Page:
While there's already so much happening in the world, yesterday my grandmother passed away. With everything swirling in my head, there was no way I could write something new today. Instead, I'm sharing the tribute I wrote to her and posted on Facebook.
Claire Olson, my grandma, died yesterday. She was 84.
She had Alzheimer’s Disease. My grandpa cared for her at home the whole way.
Through the way she lived her life, she showed the importance of resilience, staying high energy, and making the most of your time on Earth with loved ones.
We always hear about her generation being money frugal.
And my grandpa recently told me about how my grandma had little stores of cash all around the house. When they wanted to go on a trip, she would say, "Oh I have the money for that." And she had some cash in an envelope to pay for tickets.
She was prepared.
But she was also time frugal. She got the most out of each day.
For example, the way she would leave a family gathering. She would say “OK” or “alright” and then get up right then, say goodbye to everyone, and leave with my grandpa. She knew when things were over, and then she moved on to the next thing.
She had that extra bit of urgency that so many people lack. My Aunt Trish called her a "dynamo," and that's the perfect word.
Although you wouldn't know it from looking at her, my grandma was also ahead of the culture in many ways.
She was living the health trends of today...decades ago.
She was a runner before people put stickers on their cars.
She did yoga and meditation before it was for CEOs and soccer moms.
She was eating organic vegetables before Jeff Bezos had ever heard the term “Whole Foods.”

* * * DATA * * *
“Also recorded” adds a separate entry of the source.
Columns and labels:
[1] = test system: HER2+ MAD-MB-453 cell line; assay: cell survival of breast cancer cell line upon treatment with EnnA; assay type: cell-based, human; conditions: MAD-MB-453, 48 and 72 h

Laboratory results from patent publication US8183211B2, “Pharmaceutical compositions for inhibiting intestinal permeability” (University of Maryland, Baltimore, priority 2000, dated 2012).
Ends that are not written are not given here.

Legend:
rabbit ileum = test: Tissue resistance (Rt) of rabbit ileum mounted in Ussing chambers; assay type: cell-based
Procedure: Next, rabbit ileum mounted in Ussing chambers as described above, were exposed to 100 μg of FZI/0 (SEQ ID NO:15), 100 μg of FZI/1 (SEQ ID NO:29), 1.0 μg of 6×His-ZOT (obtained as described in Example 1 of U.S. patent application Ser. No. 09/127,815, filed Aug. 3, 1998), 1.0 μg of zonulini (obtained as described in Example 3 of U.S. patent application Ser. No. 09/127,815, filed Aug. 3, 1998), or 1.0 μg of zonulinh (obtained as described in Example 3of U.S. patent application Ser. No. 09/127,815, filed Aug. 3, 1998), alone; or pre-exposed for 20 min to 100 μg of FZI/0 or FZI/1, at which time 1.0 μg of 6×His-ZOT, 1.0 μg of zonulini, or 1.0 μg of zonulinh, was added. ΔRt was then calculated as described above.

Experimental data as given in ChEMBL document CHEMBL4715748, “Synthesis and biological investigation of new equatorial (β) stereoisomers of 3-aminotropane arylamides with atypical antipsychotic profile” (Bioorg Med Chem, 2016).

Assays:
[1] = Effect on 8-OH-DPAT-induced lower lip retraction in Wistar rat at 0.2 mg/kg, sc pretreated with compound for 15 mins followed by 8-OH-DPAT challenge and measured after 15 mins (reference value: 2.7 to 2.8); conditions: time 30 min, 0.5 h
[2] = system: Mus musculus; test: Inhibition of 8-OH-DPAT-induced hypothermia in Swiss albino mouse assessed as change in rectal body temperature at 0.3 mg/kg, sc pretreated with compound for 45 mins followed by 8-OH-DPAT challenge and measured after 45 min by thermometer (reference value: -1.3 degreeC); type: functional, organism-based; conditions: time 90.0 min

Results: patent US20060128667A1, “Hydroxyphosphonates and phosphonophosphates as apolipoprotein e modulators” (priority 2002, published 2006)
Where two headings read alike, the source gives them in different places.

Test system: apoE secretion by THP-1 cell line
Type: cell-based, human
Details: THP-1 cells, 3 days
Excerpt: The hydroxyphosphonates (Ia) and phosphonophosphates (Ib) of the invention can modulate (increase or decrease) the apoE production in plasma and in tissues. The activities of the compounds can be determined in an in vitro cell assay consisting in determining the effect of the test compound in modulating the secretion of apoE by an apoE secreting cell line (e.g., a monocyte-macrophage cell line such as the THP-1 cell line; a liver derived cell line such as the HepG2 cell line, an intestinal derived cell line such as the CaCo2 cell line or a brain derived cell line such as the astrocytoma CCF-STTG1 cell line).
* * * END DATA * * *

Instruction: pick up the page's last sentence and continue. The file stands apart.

Between her family, exercise, volunteering, cleaning, reading, and more…She had the energy to get the most out of life. So it worked for her.
With all that said, she also made delicious cookies.
Some of my best memories with her are seeing her at Christmas. She’d be in a Christmas sweater. And she and my grandpa would make lots and lots of delicious cookies.
Lastly, I want to tell you about what happened when she began to suffer from Alzheimer’s.
Each time that I saw her or talked to her, I thought: this is the last time she'd be really "there."
As she got further into Alzheimer’s, but before it was really advanced, she opened up. She would tell me about how grateful she was for our family. She would say “I love you” more. She seemed like the happiest, most relaxed version of herself.
And she also expressed all of these feelings to my mom, too, which I’m grateful for.
It seemed like a silver lining. During a time when we were losing my grandma, she was at her warmest. It felt good to hear her say these things. Especially when it was clear that the end of her life was near.
It made me believe that at her deepest core, she was happy, satisfied, and full of love. And isn’t that how we’d like to be at the end of our lives?
Rest in Peace, Grandma. I love you.
Thanks for reading,